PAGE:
“Regardless of whether or not a case fulfils all three limbs of the above test, we are able to take action in respect of abusive conduct. SLAPP threats, if they achieve their goals, often do not reach court. Again, this does not prevent us from investigating complaints.

Examples of abusive conduct both before, in the lead up to and during litigation are given in our recent guidance, Conduct in Disputes. This involves the use or threat of litigation for reasons that are not connected to resolving genuine disputes or advancing legal rights. Purposes can include silencing criticism or stalling another process. An aim may often be to use the threat of cost or delay to achieve these outcomes. Our guidance also highlights that it is improper to bring cases or allegations without merit, or to do so in an oppressive, threatening or abusive manner.”

“We expect you to advise clients against pursuing a course which amounts to abusive conduct, including making any threats in correspondence which are unjustified or illegal.”

The SRA has also issued guidance for those who might be the target of SLAPPS about what to look out for and how to report any potential misconduct. Examples of abusive conduct or misuse of the legal system include bringing cases or allegations without merit, making unduly aggressive and intimidating threats, or claiming misleading outcomes such as exaggerated cost consequences or imprisonment in a civil claim.

The SRA say they are currently investigating a number of cases where solicitors might be involved in SLAPP cases. For more on this see Legal Futures, Warning for profession, help for public — SRA steps up SLAPPs pressure.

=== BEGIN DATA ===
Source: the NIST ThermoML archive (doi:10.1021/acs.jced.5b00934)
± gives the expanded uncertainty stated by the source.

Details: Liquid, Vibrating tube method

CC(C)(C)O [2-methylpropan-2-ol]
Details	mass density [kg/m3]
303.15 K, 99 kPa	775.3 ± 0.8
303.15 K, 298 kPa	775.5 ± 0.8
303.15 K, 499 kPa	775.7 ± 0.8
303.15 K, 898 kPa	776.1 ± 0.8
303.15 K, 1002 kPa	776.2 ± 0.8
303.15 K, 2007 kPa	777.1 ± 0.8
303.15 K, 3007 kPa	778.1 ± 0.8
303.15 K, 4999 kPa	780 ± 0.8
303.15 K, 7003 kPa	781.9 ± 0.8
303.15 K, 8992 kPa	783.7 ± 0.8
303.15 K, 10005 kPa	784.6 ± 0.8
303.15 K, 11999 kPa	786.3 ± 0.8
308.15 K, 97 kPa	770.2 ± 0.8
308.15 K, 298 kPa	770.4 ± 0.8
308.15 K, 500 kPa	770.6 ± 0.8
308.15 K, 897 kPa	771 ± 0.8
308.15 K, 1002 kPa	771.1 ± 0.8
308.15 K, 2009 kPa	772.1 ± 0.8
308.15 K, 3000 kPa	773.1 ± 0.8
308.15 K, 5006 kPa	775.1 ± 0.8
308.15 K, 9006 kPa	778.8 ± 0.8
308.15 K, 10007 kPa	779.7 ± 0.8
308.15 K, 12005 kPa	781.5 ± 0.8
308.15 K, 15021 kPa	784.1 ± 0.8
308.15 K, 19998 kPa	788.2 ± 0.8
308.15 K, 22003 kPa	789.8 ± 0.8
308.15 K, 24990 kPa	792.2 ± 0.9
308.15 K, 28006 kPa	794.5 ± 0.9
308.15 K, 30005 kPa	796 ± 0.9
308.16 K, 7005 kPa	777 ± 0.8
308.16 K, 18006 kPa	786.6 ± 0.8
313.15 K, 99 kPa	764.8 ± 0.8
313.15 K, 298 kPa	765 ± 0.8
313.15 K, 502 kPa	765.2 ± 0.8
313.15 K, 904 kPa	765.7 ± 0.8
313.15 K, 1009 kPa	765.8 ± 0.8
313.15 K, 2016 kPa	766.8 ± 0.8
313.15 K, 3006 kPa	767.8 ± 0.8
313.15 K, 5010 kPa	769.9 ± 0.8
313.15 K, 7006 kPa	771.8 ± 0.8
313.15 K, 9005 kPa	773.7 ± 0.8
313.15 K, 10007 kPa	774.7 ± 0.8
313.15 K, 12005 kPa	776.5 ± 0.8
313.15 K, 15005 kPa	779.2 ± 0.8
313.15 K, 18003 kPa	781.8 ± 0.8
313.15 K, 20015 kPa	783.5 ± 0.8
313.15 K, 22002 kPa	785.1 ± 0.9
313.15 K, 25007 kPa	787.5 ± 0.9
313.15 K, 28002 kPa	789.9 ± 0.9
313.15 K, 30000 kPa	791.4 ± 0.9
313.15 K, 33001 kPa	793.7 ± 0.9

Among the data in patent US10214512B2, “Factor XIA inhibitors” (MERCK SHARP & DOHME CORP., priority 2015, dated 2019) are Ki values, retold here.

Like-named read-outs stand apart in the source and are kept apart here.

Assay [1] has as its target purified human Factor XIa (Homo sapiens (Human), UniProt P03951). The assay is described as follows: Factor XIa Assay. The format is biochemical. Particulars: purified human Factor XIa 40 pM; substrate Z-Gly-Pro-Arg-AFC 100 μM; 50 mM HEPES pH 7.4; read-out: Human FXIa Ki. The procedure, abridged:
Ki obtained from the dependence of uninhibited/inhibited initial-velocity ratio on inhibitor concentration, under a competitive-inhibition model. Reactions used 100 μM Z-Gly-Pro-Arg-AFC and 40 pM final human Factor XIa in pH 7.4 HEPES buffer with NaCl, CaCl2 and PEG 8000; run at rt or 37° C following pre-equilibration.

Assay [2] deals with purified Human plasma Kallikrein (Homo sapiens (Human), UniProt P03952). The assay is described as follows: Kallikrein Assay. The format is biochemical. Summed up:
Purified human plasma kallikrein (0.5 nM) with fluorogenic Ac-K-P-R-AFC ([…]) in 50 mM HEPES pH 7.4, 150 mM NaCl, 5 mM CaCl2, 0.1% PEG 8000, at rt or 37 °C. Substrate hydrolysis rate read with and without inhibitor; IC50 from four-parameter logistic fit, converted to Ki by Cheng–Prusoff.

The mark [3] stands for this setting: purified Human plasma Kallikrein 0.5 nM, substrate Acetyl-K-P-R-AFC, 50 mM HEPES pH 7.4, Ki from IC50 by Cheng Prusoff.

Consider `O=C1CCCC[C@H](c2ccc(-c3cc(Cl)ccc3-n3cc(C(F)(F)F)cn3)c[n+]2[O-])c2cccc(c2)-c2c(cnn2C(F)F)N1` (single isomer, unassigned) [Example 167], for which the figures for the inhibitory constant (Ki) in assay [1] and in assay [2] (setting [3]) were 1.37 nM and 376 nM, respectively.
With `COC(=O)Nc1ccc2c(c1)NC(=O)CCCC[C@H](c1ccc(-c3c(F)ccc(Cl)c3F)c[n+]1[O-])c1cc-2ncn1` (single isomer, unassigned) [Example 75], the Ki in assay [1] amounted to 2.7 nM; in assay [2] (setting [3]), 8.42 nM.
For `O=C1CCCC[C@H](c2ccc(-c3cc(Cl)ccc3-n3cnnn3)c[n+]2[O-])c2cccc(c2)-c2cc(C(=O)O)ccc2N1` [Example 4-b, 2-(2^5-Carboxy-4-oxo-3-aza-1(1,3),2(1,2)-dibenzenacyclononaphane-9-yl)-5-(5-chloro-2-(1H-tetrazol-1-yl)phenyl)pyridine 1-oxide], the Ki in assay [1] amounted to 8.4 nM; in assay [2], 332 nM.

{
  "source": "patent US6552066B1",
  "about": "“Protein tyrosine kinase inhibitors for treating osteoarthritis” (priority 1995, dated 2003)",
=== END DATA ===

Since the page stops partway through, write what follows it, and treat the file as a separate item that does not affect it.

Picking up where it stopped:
The Bar Standards Board is also reportedly looking into the possibility of issuing similar guidance to barristers: Legal Futures, BSB mulls SLAPPs guidance as Zahawi’s solicitors are referred to SRA.

A group of editors, journalists, lawyers and academics have written an open letter, published in Index on Censorship, to the Lord Chancellor, Dominic Raab MP, urging the government to support the Model UK Anti-SLAPP Law launched by the UK Anti-SLAPP Coalition.

See also: Mafruhdha Miah, RPC Perspectives, The Model Anti-SLAPP Law: an overview

Intellectual property

The UK has joined the World Intellectual Property Organization (WIPO) Lex Judgments database to help share best practice around the world. According to the announcement by the Intellectual Property Office (IPO)

“This will open up access to the UK’s most important, high-quality IP judgements, sharing examples of complex case-handling and UK best practice to benefit a global audience.”

Initially, the 100 most notable UK IP cases will be added, with provision for the database to be regularly updated.

“By making information about judicial decisions more accessible across jurisdictions worldwide, the WIPO database aims strengthen and inform courts’ decision-making processes in IP cases. It also helps identify where national approaches to common IP questions converge or contrast, making it a powerful tool for research and policy development and a valuable resource for attorneys.”

Legal Professions

The Bar Council has published an update marking a year since its Race at the Bar report of November 2021. Its Race at the Bar progress report November 2022 provides a summary of race-based activity at the self-employed Bar over the past year.

This interim report summarises responses from 69 chambers and organisations across all circuits representing 4,306 self-employed barristers. The report shows a mixed picture, with some positive developments but also a consciousness that there is “more to be done”.